As a non-participating member of the herd, I enjoy studying them as they bounce from crisis to crisis, each of them seeking validation by expressing more outrage over the most recent crisis du jour than their fellow herd members. The most recent focus of their collective outrage is Ray Rice. Domestic violence is a serious problem and Ray Rice got what he deserved. I agree that outrage over acts of violence against anyone is the natural human response. What I have a problem with are expressions of outrage with no intent by most of those expressing it to do anything to fix the problem that their outrage is directed towards. How many of you reading this will do anything to prevent domestic violence, put the well-being of others ahead of yourself, or take a stand based on principle to protect those who can’t protect themselves?
Far too many of us are willing to jump on the bandwagon every time the news cycle jumps to the next big story, spouting our outrage and then moving on; the focus of our outrage quickly dispatched to the recesses of our short term memory. As I’ve written before, I believe outrage is a waste of time and effort unless its energy is directed towards a remedy for the outrageous. We all have a choice to make when we express our outrage over something. We can remain members of the herd and compliment one another for caring enough to express our anger, then move on and do nothing productive, or break from the herd and take positive, measurable action.
About a year and a half ago I broke from the herd. I made a conscious decision to spend the rest of my life, if necessary, to end abortion and to close the doors of those organizations in the business of killing unborn babies for money. I quit caring about what the other members of the herd thought about me and made a commitment to a cause more important than myself. I find it outrageous that the greatest country on earth allows over a million of our unborn children to be killed every year. I find it outrageous that our elected officials, sworn to protect the rights of every American, look the other way as thousands of innocent children are killed every day by Planned Parenthood and our nation’s abortion industry.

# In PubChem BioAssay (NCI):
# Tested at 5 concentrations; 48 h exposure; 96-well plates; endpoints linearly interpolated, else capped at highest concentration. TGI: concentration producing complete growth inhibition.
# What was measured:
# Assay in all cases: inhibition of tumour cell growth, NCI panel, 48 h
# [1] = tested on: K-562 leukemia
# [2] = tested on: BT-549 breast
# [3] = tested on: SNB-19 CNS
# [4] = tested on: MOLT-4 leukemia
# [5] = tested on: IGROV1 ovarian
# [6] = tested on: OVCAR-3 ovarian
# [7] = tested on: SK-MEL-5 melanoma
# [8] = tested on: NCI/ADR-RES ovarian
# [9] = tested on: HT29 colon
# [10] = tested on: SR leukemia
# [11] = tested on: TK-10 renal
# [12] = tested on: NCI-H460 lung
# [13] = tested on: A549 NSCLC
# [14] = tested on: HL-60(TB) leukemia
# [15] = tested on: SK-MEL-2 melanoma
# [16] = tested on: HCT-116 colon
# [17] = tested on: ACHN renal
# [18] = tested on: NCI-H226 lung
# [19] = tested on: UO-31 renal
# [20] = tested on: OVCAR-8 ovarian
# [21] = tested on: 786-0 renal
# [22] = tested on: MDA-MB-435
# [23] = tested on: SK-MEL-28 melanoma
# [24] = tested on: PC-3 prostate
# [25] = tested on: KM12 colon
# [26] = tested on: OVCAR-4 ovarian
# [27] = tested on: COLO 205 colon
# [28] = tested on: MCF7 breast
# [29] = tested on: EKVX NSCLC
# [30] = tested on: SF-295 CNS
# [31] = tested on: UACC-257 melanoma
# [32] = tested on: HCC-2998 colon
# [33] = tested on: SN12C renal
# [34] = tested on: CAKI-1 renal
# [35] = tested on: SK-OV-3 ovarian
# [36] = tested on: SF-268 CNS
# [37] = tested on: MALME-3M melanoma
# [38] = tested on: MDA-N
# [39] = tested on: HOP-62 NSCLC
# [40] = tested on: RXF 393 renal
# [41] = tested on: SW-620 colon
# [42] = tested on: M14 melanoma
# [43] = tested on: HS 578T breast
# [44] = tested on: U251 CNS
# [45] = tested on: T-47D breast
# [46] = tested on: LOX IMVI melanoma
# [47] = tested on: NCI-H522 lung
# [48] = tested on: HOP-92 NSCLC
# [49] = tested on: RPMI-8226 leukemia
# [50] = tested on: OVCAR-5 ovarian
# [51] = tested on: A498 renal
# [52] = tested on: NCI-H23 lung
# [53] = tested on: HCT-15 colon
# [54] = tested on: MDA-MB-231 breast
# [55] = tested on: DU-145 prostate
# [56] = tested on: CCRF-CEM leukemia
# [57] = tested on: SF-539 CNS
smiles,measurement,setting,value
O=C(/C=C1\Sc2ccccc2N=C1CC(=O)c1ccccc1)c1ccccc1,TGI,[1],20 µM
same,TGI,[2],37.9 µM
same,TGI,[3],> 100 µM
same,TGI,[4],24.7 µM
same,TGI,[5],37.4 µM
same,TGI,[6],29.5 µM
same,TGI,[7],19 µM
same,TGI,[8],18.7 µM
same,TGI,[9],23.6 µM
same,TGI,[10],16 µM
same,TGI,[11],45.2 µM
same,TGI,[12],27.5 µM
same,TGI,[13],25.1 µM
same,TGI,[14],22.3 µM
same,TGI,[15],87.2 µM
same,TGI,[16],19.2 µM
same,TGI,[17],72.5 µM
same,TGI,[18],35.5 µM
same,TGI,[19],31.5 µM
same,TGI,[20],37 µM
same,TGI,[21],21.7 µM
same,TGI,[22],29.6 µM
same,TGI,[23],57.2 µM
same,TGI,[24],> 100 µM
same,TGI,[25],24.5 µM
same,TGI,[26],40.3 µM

I would be lying if I said I don’t sometimes feel anger or animus towards those who support abortion or actually perform them. I’m more saddened than angry that it is legal to choose to have your unborn child killed in America. I choose to channel these emotions towards the achievement of a worthy goal. If my friends who choose to remain in the herd want to express outrage over something, I urge them to do so in memory of the thousands of unborn children killed today and the thousands doomed to die tomorrow. I urge them to take definitive action to end the injustice that sparked their outrage and to commit themselves to serving others.